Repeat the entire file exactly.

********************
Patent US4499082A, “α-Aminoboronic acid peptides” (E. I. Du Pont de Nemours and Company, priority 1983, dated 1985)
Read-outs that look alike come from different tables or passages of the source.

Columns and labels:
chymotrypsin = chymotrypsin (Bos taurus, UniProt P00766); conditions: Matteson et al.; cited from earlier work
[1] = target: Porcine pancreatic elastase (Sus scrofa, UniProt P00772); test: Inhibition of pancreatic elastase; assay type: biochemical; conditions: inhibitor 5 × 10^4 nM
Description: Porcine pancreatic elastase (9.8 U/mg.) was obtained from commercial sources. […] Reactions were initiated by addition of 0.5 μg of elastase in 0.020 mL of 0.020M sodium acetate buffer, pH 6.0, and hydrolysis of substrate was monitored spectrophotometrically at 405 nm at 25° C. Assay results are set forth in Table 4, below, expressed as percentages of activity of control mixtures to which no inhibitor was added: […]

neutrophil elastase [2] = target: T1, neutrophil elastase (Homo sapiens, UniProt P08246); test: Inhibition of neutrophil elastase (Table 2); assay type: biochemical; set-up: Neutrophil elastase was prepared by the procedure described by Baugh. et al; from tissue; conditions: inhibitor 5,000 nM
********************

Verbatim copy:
Patent US4499082A, “α-Aminoboronic acid peptides” (E. I. Du Pont de Nemours and Company, priority 1983, dated 1985)
Read-outs that look alike come from different tables or passages of the source.

Columns and labels:
chymotrypsin = chymotrypsin (Bos taurus, UniProt P00766); conditions: Matteson et al.; cited from earlier work
[1] = target: Porcine pancreatic elastase (Sus scrofa, UniProt P00772); test: Inhibition of pancreatic elastase; assay type: biochemical; conditions: inhibitor 5 × 10^4 nM
Description: Porcine pancreatic elastase (9.8 U/mg.) was obtained from commercial sources. […] Reactions were initiated by addition of 0.5 μg of elastase in 0.020 mL of 0.020M sodium acetate buffer, pH 6.0, and hydrolysis of substrate was monitored spectrophotometrically at 405 nm at 25° C. Assay results are set forth in Table 4, below, expressed as percentages of activity of control mixtures to which no inhibitor was added: […]

neutrophil elastase [2] = target: T1, neutrophil elastase (Homo sapiens, UniProt P08246); test: Inhibition of neutrophil elastase (Table 2); assay type: biochemical; set-up: Neutrophil elastase was prepared by the procedure described by Baugh. et al; from tissue; conditions: inhibitor 5,000 nM